On Thanksgiving, protect yourself and others so you can celebrate next year

More than any other American holiday, Thanksgiving is focused on connections: Family and friends coming together to give thanks and share a meal. Many of us  – lonely after months of coronavirus-forced isolation, emotionally battered by a divisive election season  –  feel we need those connections more than ever. 

The temptation is almost overwhelming to believe that travel can be safe and that holiday  gatherings are OK if everyone is careful.

PAT RICE:Volusia-Flagler: Keep Thanksgiving from becoming a coronavirus super spreader event

But this just isn’t true. Even if everyone keeps their masks on, even if everyone gets tested right before they travel, it’s not safe to crowd people together in an enclosed space for hours. The virus is airborne, and spreads further when people talk or laugh. It lingers on surfaces. It’s transmissible through hugs and even handshakes.

The Centers for Disease Control recommendation for safety this Thanksgiving is straightforward: Limit gatherings to the people you live with, or already see frequently. Connect with everyone else via phone or through online platforms like Zoom. In the weeks following Thanksgiving, take extra care whenever you are out in public, with the understanding that many people who didn’t take precautions could be visiting the same stores, offices and restaurants as you  – and could be contagious even without symptoms.

If you want a live-action model of the danger, take a look at what’s been happening in Canada over the past month. That country celebrates Thanksgiving in early October. Over the subsequent six weeks, Canada has seen a dramatic increase in the number of new coronavirus infections, from about 2,000 per day in mid-October to 4,792 on Sunday. The number of deaths per day is climbing even faster: On Oct. 11, the seven-day average was 19 deaths per day. As of Sunday evening, that number was 72. And public health officials are unequivocal: Many of those new infections are tracing back to Thanksgiving celebrations.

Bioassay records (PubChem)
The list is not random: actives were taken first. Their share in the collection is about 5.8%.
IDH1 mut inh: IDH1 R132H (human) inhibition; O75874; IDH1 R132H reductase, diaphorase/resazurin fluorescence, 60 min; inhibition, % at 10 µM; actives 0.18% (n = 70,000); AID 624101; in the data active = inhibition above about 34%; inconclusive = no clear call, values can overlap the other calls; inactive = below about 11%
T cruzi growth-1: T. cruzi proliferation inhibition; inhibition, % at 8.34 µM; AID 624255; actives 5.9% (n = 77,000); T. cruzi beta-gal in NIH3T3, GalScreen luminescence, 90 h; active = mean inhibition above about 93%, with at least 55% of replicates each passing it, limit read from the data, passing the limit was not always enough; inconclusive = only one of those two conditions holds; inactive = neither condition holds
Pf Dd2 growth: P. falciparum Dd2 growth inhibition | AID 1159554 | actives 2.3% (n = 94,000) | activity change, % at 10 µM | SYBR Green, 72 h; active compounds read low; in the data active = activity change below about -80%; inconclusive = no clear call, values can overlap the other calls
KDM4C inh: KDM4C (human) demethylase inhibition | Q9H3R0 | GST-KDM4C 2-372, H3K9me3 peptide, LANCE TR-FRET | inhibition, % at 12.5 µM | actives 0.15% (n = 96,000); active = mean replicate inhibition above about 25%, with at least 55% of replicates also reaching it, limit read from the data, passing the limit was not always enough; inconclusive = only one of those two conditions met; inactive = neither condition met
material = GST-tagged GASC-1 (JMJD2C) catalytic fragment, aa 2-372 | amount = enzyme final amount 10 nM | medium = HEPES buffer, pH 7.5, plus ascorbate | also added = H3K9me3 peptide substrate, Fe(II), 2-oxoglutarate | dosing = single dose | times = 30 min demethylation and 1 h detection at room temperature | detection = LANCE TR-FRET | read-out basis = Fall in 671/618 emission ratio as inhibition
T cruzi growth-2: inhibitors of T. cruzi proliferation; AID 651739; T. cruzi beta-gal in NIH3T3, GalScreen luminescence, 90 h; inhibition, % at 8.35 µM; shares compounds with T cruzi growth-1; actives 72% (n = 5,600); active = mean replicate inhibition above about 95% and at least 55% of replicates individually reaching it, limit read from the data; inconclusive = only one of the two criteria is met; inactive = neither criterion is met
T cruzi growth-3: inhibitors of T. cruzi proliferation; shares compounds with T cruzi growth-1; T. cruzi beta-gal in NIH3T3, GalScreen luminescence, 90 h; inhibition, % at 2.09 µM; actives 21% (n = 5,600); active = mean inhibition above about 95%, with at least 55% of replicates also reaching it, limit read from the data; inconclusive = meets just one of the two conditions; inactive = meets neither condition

That’s despite the fact that Canadians are not nearly as likely to travel for Thanksgiving  – leaving top health officials terrified of what might happen closer to Christmas.  In a briefing earlier this month, Prime Minister pleaded with Canadians to plan on staying home: “This sucks,” he said. “It really, really does.”

U.S. health officials are frightened, too. Across the country, we’re already seeing a surge in new coronavirus cases. Sunday, the seven-day average of new cases per day was at 171,376; compare that to Sept. 23, when the seven-day average of new cases was 41,884. That’s a 309 percent increase over two months. Florida’s spike is less dramatic, but still more than 175 percent over the same period, with a seven-day average of 7,602 as of Sunday night, compared with 2,757 Sept. 23.

This isn’t news anyone wants to hear. That’s particularly true for the active seniors who have moved to Volusia, Flagler and St. Johns counties from other parts of the country and know they are missing out on big family celebrations “back home.” We all feel the sting of isolation more keenly during the holidays  – including our editor Pat Rice, who wrote Sunday about his decision to remain distant from his sons this Thanksgiving.

But someday  – probably not by Christmas, but someday soon  – this pandemic will be tamed through a combination of vaccines and more effective treatments. It will be safe, once again, to negotiate who’s responsible for rolls and who brings the pumpkin pie, to plan large, joyful get-togethers.

That joy will be dimmed, however, if in gathering we must first mourn those who were lost to a disease that right now is intractable and very dangerous. It will be hard. It may be lonely. But it’s just one day, and not worth risking loved ones’ lives over. 

Read original article here.